I further quote from their own comments in papers given to the Strategy Committee – “In terms of process , there is a vital need to steer the Local Plan towards adoption as soon as possible. In this respect, there is effectively a deadline for adoption of 21 July 2006, when the European Strategic Environmental Assessment Directive (the SEA Directive) comes into effect. This would render adoption of the emerging plan after this deadline date of 21 July 2006 extremely difficult and in all likelihood, it is believed, impossible for practical purposes” Of course this has been repeated verbally in many ways and remarks of varying pressure to Councillors.

 

Furthermore, Babergh is going beyond what is needed in terms of consultation, by organising extra public meetings, including the one at Great Cornard on 18th January. I have the highest regard for Babergh’s processes generally, and Mike Hammond who attended the public meeting last night and heard 250+ people unanimously express their opposition to this development.

 

3. Claim: “This area was protected by a Special Landscape Area (SLA) designation”

The Facts: The SLA is not yet in existence, but is included as part of this Local Plan. It was subject to two special  full votes of Babergh District Councillors for inclusion in the Local Plan in 2001 and 2003. I believe the legal term is that it is considered as interim planning policy and it has been clearly stated in other District Council papers as a factor which must be taken account of in planning decisions.

 The Carsons Drive development would result in a small wedge 10+ acres running from Sheepshead Hill to Chaplin Walk e.g. most of Great Cornard South can hardly be called a small wedge…in any event small wedges of development do not belong in SLA’s which under planning policy should follow roads, hedgerows etc of land on the western extremity of the proposed SLA being excluded. The boundary with the new development would be separated from the SLA via alternating tracks of open space and trees. This is open countryside and part of an SLA and outside of the Built Up Area Boundary(BUAB) for Great Cornard so in most definitions this would be regarded as Green Belt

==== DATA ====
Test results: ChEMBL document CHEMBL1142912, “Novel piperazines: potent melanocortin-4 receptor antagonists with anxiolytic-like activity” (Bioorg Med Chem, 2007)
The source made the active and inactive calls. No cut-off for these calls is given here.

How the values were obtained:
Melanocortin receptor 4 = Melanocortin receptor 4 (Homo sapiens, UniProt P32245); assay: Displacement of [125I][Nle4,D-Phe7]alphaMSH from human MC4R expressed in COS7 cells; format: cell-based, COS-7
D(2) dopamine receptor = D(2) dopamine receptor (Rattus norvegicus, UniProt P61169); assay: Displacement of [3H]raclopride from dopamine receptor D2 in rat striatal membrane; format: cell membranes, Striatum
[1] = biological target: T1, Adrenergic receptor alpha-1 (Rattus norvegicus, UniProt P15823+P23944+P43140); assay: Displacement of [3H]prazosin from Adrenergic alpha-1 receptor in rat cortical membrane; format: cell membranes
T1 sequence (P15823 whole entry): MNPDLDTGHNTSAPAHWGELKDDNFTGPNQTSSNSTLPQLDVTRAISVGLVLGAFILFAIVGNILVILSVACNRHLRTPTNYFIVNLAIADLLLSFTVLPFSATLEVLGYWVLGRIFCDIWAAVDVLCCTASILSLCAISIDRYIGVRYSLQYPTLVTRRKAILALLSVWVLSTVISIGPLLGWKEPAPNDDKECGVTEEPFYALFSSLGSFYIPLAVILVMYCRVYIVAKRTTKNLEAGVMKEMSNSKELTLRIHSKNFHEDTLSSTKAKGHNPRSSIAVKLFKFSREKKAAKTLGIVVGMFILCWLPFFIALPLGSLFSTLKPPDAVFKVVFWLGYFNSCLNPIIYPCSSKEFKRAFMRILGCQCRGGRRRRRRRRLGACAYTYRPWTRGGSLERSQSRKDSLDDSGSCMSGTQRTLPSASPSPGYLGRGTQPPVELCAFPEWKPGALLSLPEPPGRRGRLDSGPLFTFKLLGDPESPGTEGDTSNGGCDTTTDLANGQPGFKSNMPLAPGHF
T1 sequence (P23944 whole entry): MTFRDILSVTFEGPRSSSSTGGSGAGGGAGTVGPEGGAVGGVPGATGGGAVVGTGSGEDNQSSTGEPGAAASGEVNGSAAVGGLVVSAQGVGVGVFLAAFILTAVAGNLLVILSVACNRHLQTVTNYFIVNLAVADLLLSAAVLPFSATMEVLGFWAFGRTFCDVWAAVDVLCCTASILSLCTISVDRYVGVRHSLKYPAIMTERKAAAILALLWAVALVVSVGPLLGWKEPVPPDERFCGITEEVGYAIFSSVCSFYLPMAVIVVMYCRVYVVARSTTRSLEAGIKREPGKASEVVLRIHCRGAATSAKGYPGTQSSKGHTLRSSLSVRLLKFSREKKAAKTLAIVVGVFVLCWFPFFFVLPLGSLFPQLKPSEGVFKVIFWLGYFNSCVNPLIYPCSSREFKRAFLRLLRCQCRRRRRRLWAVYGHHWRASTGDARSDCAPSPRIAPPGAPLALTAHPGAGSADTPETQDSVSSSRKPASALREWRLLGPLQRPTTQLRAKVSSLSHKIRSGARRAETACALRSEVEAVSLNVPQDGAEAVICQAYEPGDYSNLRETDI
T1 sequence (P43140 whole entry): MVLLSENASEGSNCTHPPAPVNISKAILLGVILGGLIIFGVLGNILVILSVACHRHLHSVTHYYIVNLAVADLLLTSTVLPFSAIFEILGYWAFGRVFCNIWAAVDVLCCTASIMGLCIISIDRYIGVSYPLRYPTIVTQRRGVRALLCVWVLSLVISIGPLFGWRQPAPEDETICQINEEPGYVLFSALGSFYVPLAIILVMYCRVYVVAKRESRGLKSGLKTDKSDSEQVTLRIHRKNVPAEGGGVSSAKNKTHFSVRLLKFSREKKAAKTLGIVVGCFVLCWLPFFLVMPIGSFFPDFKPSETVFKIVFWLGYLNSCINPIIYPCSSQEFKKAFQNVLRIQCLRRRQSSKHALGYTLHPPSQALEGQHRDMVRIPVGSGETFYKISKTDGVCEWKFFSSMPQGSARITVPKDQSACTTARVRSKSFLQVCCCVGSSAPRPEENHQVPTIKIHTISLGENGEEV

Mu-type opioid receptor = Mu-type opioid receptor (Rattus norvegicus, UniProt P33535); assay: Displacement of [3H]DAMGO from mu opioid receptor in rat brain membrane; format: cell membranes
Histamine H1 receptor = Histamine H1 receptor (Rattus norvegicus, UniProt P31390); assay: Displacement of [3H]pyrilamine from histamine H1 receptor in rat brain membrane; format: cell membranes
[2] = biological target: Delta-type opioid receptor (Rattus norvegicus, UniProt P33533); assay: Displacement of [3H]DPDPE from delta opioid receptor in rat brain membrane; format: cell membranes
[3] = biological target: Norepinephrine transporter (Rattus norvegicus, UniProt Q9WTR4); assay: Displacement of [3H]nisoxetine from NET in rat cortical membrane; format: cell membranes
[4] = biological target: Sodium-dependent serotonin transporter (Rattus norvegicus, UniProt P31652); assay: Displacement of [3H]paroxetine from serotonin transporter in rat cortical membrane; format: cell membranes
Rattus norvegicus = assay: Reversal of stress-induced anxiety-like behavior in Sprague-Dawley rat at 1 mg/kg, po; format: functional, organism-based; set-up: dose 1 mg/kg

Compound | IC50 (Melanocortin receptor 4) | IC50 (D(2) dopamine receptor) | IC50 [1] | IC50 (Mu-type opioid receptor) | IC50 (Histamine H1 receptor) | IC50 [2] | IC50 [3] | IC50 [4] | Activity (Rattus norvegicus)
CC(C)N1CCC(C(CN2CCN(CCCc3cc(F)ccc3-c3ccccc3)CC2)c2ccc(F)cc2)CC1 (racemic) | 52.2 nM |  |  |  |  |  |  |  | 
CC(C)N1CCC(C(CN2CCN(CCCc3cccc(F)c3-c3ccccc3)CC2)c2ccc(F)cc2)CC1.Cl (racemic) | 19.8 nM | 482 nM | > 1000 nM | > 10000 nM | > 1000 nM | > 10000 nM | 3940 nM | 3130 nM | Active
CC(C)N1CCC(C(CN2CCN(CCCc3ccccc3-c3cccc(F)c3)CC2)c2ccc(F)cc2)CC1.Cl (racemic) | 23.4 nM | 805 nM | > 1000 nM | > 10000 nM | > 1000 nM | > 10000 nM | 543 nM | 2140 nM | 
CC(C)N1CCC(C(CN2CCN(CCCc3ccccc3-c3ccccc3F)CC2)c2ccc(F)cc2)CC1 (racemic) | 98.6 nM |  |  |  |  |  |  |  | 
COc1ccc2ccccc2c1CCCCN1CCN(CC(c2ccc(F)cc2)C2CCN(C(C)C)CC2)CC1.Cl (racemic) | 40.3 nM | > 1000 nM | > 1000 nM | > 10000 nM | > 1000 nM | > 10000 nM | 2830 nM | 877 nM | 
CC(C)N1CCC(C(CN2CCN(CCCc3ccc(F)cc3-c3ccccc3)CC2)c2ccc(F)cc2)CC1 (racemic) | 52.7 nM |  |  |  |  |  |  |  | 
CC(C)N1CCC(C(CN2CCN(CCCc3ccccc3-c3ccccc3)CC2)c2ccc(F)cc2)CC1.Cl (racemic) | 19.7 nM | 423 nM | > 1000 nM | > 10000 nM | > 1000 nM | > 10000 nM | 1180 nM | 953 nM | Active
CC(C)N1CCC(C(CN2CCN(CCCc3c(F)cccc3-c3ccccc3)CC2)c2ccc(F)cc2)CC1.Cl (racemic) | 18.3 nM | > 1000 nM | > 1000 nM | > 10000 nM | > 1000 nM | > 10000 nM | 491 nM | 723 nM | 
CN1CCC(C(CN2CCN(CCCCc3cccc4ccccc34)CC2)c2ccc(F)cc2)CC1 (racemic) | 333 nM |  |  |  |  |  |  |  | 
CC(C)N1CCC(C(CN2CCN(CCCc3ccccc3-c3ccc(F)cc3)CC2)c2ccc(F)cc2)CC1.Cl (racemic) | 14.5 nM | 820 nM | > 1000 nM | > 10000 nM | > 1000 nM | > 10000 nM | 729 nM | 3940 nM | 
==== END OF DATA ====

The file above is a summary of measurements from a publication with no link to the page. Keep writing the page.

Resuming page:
4. Claim: “Yet another major housing development dumped in Great Cornard”

The Facts: Overall, Babergh is required to take far fewer new houses, on far fewer sites, than any of its surrounding districts. As a special district this is a sina qua non. Furthermore, Babergh is striving to allocate those sites where there is greatest housing need – ie Great Cornard, Sudbury and Hadleigh.

One could argue that the death of our villages suggests that there is need elsewhere as well. There is no ‘dumping’. Well it is interesting that the Inspector has also removed from the plan the originally stated requirement for phased development and that policy is prevalent in a number of other surrounding districts’ local plans. So dumping can take place and in excess of 700 homes with up to an additional 5000 car movements per day is strong evidence of over development in this area.  In the case of Great Cornard alone, there are an estimated 430 residents on the Common Housing Register – ie who are actively looking for somewhere affordable to live. This is an appalling statement and not something to be proud of…. 65% of this development has nothing to do with affordable housing. If officers are so concerned about this issue is this the right way to tackle it or take some proper action and through Community Housing Associations on their own land and other well established methods as expressed on Pages 20-22 of the BDC Corporate Plan

 

 

Babergh hopes that local people will be able to formulate their views about this issue on the basis of the facts. We have….. the fact is that this is an unjustified and abhorrent development which must be stopped at all costs. 250+ people at a public meeting agreed on this last night.